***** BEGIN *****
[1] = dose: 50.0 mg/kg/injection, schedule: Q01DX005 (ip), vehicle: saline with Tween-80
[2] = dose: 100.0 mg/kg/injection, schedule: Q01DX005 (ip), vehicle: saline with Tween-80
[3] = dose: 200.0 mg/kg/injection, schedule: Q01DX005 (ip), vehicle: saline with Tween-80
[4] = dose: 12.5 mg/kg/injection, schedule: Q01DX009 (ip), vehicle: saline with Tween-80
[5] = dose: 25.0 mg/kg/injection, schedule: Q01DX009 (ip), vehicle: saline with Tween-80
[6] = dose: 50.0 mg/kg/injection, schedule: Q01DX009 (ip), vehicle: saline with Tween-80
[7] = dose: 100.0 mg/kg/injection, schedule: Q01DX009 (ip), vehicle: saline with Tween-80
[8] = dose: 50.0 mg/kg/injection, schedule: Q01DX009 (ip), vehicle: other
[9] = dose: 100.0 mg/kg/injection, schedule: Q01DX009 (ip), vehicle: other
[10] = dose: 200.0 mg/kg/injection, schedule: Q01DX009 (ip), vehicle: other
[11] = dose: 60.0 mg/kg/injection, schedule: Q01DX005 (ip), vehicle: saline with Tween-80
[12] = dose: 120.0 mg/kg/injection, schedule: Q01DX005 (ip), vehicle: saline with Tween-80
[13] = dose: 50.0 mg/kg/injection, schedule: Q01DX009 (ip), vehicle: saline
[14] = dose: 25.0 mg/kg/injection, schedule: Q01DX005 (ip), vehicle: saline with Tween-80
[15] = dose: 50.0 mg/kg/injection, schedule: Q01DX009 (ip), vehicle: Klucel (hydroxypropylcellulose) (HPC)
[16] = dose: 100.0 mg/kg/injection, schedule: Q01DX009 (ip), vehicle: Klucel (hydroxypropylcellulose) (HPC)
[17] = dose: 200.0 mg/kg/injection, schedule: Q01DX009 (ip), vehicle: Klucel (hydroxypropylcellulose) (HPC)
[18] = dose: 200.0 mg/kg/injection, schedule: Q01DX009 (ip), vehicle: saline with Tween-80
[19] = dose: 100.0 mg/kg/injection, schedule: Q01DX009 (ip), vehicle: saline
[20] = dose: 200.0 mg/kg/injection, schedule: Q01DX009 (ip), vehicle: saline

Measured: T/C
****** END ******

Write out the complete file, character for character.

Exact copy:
[1] = dose: 50.0 mg/kg/injection, schedule: Q01DX005 (ip), vehicle: saline with Tween-80
[2] = dose: 100.0 mg/kg/injection, schedule: Q01DX005 (ip), vehicle: saline with Tween-80
[3] = dose: 200.0 mg/kg/injection, schedule: Q01DX005 (ip), vehicle: saline with Tween-80
[4] = dose: 12.5 mg/kg/injection, schedule: Q01DX009 (ip), vehicle: saline with Tween-80
[5] = dose: 25.0 mg/kg/injection, schedule: Q01DX009 (ip), vehicle: saline with Tween-80
[6] = dose: 50.0 mg/kg/injection, schedule: Q01DX009 (ip), vehicle: saline with Tween-80
[7] = dose: 100.0 mg/kg/injection, schedule: Q01DX009 (ip), vehicle: saline with Tween-80
[8] = dose: 50.0 mg/kg/injection, schedule: Q01DX009 (ip), vehicle: other
[9] = dose: 100.0 mg/kg/injection, schedule: Q01DX009 (ip), vehicle: other
[10] = dose: 200.0 mg/kg/injection, schedule: Q01DX009 (ip), vehicle: other
[11] = dose: 60.0 mg/kg/injection, schedule: Q01DX005 (ip), vehicle: saline with Tween-80
[12] = dose: 120.0 mg/kg/injection, schedule: Q01DX005 (ip), vehicle: saline with Tween-80
[13] = dose: 50.0 mg/kg/injection, schedule: Q01DX009 (ip), vehicle: saline
[14] = dose: 25.0 mg/kg/injection, schedule: Q01DX005 (ip), vehicle: saline with Tween-80
[15] = dose: 50.0 mg/kg/injection, schedule: Q01DX009 (ip), vehicle: Klucel (hydroxypropylcellulose) (HPC)
[16] = dose: 100.0 mg/kg/injection, schedule: Q01DX009 (ip), vehicle: Klucel (hydroxypropylcellulose) (HPC)
[17] = dose: 200.0 mg/kg/injection, schedule: Q01DX009 (ip), vehicle: Klucel (hydroxypropylcellulose) (HPC)
[18] = dose: 200.0 mg/kg/injection, schedule: Q01DX009 (ip), vehicle: saline with Tween-80
[19] = dose: 100.0 mg/kg/injection, schedule: Q01DX009 (ip), vehicle: saline
[20] = dose: 200.0 mg/kg/injection, schedule: Q01DX009 (ip), vehicle: saline

Measured: T/C